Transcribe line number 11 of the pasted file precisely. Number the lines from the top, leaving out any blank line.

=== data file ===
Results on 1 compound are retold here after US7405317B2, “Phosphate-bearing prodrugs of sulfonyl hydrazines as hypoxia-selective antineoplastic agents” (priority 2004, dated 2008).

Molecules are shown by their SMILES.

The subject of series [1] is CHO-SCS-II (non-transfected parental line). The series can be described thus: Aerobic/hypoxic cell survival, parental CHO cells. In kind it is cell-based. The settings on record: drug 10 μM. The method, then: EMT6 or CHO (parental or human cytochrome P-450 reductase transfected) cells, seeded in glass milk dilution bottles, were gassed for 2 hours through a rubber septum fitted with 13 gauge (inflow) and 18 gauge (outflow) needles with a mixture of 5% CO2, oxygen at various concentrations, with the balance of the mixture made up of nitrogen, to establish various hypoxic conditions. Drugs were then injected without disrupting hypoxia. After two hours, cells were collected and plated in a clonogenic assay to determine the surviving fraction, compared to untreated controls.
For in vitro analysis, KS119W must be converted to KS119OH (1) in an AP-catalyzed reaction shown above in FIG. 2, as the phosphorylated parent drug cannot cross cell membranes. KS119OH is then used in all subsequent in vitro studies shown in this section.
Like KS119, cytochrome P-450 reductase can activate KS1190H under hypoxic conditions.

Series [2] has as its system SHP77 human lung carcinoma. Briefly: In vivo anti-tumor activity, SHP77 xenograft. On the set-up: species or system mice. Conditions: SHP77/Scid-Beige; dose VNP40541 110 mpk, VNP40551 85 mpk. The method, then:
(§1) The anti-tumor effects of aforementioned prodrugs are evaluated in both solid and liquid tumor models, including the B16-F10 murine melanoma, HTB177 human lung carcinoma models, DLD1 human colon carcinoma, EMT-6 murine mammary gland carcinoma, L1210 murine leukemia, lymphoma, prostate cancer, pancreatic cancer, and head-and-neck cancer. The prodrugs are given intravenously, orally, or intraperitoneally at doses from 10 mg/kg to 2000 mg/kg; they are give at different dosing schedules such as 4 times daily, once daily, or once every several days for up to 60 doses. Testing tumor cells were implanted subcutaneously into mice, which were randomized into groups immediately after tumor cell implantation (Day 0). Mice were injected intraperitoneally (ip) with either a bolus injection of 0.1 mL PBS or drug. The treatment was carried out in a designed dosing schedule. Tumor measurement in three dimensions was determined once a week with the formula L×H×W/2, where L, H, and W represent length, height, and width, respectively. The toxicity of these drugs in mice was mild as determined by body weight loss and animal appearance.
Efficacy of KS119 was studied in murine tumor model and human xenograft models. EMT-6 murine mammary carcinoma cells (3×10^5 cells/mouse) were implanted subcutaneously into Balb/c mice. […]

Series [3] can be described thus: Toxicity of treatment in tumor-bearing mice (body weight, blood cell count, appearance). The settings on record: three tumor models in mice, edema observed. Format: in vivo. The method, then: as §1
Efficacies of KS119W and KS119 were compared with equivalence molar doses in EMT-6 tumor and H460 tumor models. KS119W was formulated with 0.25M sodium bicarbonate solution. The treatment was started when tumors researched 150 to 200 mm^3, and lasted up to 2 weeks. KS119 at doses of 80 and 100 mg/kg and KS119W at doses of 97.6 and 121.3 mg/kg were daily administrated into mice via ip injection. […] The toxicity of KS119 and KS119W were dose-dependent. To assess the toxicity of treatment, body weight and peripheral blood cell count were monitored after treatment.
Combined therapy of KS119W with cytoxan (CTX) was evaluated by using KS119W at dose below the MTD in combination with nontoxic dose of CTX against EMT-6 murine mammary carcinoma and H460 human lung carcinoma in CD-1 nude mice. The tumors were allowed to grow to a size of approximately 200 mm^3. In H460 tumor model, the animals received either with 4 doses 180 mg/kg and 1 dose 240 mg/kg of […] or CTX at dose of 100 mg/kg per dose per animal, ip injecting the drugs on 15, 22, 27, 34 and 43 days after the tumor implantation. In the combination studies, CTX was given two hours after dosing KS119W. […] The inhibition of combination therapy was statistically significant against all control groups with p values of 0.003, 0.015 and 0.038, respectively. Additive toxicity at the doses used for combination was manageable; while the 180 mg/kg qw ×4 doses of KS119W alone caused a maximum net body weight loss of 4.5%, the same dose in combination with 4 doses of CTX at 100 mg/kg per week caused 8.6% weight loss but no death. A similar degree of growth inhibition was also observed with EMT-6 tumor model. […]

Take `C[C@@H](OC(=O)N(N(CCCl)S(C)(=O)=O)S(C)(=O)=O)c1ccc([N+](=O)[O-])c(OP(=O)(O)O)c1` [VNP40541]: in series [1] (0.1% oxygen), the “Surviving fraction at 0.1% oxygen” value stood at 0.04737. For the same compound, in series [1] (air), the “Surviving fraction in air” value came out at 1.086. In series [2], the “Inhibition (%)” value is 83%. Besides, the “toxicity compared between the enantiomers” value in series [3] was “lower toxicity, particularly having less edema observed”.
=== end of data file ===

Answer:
Combined therapy of KS119W with cytoxan (CTX) was evaluated by using KS119W at dose below the MTD in combination with nontoxic dose of CTX against EMT-6 murine mammary carcinoma and H460 human lung carcinoma in CD-1 nude mice. The tumors were allowed to grow to a size of approximately 200 mm^3. In H460 tumor model, the animals received either with 4 doses 180 mg/kg and 1 dose 240 mg/kg of […] or CTX at dose of 100 mg/kg per dose per animal, ip injecting the drugs on 15, 22, 27, 34 and 43 days after the tumor implantation. In the combination studies, CTX was given two hours after dosing KS119W. […] The inhibition of combination therapy was statistically significant against all control groups with p values of 0.003, 0.015 and 0.038, respectively. Additive toxicity at the doses used for combination was manageable; while the 180 mg/kg qw ×4 doses of KS119W alone caused a maximum net body weight loss of 4.5%, the same dose in combination with 4 doses of CTX at 100 mg/kg per week caused 8.6% weight loss but no death. A similar degree of growth inhibition was also observed with EMT-6 tumor model. […]